The Betterment Project
What is the Best Natural Anti-Inflammatory Supplement?

What is the Best Natural Anti-Inflammatory Supplement?

Whether you swing a pickaxe or peck away at a keyboard, you know the feeling of pain from overexertion. Stiff fingers and wrists, aching shoulders and backs. They’re all part of your everyday experience. And that’s before you clock out and get busy with your real passions. Even the fun stuff like running, intense gym workouts, flowing singletrack on your mountain bike, or just walking 18 holes can leave your muscles and joints sore, too. 

 

You can keep a lid on the pain and inflammation by taking over-the-counter pain meds, but you don’t know whether a steady diet of these products is worth the cost of the side effects they’ll bring with them, making natural solutions to tamp down inflammation in your muscles and body pretty appealing. 

 

But, what’s the best natural anti-inflammatory supplement to use?

 

What is Inflammation?

 

You may have heard a lot about inflammation in your body, and seen many mentions of anti-inflammatories. But what exactly are we talking about when we discuss inflammation, and how does it affect you? Should you be concerned about inflammation in your body?

 

Inflammation is a normal response by your body to an injury. It’s why your skin turns red and you experience swelling when you sprain an ankle. While that looks bad, it’s caused by a host of white blood cells rushing in to repair the damage, so inflammation is generally pretty good when it comes to responding to injuries.  

 

What you should worry about are inflammatory responses that are caused by other factors, such as stress, obesity, or even overtraining. These inflammatory responses can lead to a host of health problems, or at the very least, impede your performance, and make you sore, tired, and sluggish. Eating a well-balanced diet and getting enough rest is one way of tackling these problems, but taking an anti-inflammatory supplement regularly can also help you manage the daily aches and pains, soreness, and swelling that your lifestyle and strenuous activities may cause.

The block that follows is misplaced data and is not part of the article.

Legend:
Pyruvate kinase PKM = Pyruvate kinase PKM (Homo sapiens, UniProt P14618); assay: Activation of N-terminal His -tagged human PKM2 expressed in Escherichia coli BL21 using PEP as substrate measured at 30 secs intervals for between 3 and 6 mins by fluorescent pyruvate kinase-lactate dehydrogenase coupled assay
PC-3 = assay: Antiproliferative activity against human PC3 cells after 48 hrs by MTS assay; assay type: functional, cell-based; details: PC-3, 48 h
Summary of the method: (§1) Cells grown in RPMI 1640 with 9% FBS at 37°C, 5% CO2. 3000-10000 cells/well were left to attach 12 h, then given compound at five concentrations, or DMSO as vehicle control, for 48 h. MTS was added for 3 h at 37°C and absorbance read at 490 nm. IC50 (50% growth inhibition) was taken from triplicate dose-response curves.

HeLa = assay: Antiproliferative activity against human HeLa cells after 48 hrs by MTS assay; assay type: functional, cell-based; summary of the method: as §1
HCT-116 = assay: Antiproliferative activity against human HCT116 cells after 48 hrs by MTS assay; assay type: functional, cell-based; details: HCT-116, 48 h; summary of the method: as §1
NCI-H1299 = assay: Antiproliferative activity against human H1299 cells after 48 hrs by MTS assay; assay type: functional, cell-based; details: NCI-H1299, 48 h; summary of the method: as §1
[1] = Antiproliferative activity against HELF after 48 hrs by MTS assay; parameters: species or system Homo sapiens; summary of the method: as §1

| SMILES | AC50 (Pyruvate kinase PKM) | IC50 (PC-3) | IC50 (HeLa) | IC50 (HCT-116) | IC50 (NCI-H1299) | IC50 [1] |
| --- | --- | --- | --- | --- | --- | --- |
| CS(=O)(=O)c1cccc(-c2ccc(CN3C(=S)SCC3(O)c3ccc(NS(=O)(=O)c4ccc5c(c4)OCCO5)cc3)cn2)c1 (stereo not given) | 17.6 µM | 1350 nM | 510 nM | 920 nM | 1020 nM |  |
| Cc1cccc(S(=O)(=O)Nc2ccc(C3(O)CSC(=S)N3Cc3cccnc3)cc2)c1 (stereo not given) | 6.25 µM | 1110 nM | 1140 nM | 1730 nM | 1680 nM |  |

Some Potent Natural Anti-Inflammatories

 

Before we crown a champion as the best natural anti-inflammatory supplement, let’s examine some contenders from the field.


Turmeric
This golden spice is associated not only with South Asian cuisine, but also with traditional medicine, particularly Ayurveda, the traditional Indian practice of herbal medicine. The uses for turmeric in traditional practice include aiding in digestion, soothing the nervous system, boosting the immune system, improving joint mobility, and easing the pain of sore, overexerted muscles. 

 

It’s the curcumin in turmeric that actually does the heavy lifting. Curcumin has been extensively tested for its anti-inflammatory capabilities, and is widely known for its ability to soothe inside and out. 

 

If you’re an athlete, you’ll appreciate that Runner’s World reported on a study that tested the effects of turmeric on post-workout muscle soreness. In the study, subjects were given either curcumin or a placebo after a workout that was designed to induce muscle pain. Those taking the curcumin supplement reported less post-workout pain. 

 

To get the full effect of turmeric’s benefits, you should look for supplements that contain the highest quality, most effective extracts. Turmacin is a water-soluble compound derived from turmeric that provides all the benefits you want, with a bioavailability that really lets your body reap those benefits. It’s clinically-tested for efficacy and produced without solvents or unwanted chemicals. You’ll find Turmacin in ASYSTEM’s Radical Relief pain relief supplement. 

 


CBD
CBD is a hot product. The number of uses for this hemp-derived product is increasing, and supplements containing CBD include oral and topical oils, creams and salves, and much more. Advocates for CBD promote its use as both an internal and external anti-inflammatory, as well as for its benefits for overall wellness such as its strong antioxidant concentration. Some even recommend it as the perfect supplement for your dog!

 

More relevant to users who suffer from joint pain was a 2017 study testing CBD on rats with joint overexertion. Inflammation in the joints was reduced over the course of two weeks by the application of topical CBD oil.